Queues are already forming outside the crusading councillor's constituency office following his announcement that
I can also write you a sick note for a couple of weeks or send you for physiotherapy.Cllr Nash is expected to hold his seat comfortably at the forthcoming elections and stay well within his election campaign budget.
A unnamed spokesperson for the hospital said that the board of management was deeply concerned that the important ability to lose patients' files was no longer in the control of medical and administrative staff and said this would have important implications for the massaging of waiting lists.
In a brief statement given before waddling swiftly away from reporters , Minister of Health, Mary Harney said 'Not that fucking kip of a place again. The sooner we replace it with a state of the art private healthcare centre.....'
Tuesday, March 27, 2007
Came across this guy this morning on YouTube. He's a less urbane version of Tom Lehrer but funny nonetheless I thought (if that's not damning with faint praise). Check him out.
PS Roy, if you're watching, I've got news for you. 3 of them were.
I hate it when the clocks change. There are a number of reasons for this. The most important is that because I never change my bedside alarm from Irish Wintertime, until last Sunday I would have been buried in my scratcher content in the knowledge that I had another hour in the pit to prepare myself emotionally, and in other ways, to face the fresh hell that is a new day in the world of Where Angels Fear.
Instead, I find myself up and about before the under-houseboy has had time to bring me my second cup of Kenyan Peaberry and pounding the keys on the old Toshiba in the vain hope of amusing a small but select group of fellow anoraks out there on t'interweb . It won't do I tell you.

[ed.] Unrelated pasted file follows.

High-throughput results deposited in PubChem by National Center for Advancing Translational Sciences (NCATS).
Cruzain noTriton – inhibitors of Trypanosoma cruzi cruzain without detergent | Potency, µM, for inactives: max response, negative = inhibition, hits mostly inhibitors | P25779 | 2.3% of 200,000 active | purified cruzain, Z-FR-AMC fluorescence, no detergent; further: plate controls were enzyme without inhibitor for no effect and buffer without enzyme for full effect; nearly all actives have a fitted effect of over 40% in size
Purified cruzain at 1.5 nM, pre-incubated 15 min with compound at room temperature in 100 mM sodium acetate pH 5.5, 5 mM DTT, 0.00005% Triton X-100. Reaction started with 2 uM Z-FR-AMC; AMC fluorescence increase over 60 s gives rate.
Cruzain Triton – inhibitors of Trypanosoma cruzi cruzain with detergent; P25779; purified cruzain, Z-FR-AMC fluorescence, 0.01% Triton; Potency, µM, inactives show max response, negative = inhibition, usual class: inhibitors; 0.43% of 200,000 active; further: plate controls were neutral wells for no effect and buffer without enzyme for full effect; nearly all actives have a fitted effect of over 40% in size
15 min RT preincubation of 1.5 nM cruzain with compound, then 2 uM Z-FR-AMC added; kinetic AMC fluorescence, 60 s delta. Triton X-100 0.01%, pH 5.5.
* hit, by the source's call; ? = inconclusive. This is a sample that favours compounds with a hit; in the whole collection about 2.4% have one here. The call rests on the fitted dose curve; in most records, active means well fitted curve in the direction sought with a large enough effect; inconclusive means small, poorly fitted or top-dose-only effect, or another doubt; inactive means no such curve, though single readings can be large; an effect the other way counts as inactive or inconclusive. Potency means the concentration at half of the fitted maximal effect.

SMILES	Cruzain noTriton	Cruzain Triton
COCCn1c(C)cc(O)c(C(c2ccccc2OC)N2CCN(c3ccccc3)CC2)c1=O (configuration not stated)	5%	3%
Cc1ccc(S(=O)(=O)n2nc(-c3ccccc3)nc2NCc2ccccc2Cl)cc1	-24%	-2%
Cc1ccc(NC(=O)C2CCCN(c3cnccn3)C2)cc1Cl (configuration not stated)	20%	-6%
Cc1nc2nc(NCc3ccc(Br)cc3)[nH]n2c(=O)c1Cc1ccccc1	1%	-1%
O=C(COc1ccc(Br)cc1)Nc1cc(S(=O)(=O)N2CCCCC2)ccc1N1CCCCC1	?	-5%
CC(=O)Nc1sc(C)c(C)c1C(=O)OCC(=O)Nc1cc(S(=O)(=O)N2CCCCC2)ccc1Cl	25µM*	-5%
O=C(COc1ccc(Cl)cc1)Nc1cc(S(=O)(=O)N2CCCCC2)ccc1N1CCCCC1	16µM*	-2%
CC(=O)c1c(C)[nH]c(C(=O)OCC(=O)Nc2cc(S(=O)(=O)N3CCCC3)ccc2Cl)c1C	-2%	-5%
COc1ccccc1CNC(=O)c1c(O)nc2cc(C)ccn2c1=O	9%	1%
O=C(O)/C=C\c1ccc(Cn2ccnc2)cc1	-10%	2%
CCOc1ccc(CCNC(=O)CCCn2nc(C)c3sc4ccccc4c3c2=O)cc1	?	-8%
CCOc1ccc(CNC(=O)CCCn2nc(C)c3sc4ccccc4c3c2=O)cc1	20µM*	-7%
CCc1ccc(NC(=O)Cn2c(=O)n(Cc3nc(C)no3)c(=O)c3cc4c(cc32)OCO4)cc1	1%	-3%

But this is a mere selfish whimsy. And here comes another one. For me, the changing of the clocks is inevitably marked by a strange sense of dissociation from reality.
For a week after the change I find myself existing in the middle of a Half Man Half Biscuit song in which almost the only conversations I hear and overhear from friends, over-familiar servants, toadies, lackeys, and old ladies at bus stops consist of moans about how the change affects them:
'Oh I feel so tired all the time'Fuck off the lot of yez. I feel like I've just flown back from Tokyo via Seattle in a single hop. Do you think I could possibly care whether the kids can play out or you can take the dog for a walk without fear of being interfered with? If you don't stop this bi-annual prattle fest, I shall unleash the awesome power of the small thermonuclear device I carry about my person at all times.
'Oh I can't get to sleep'
'Oh I can't wake up.'
'Yes but it's worth it for the lighter evenings, the kids can play out.'
'And it's better in the morning too, not going to work in the dark'
'Oh I hate that, going out when it's dark, coming home when it's dark, you don't feel like you've had a day.'
'Oh you're so right, Alice.'
Does nobody care? It's just me, me, me all the time in this life.
Monday, March 26, 2007
While both Bertie Aherne and the management of Diageo may be selling their souls to the the great earth mother by going green, it seems the message isn't getting through to some consumers on the Emerald Isle.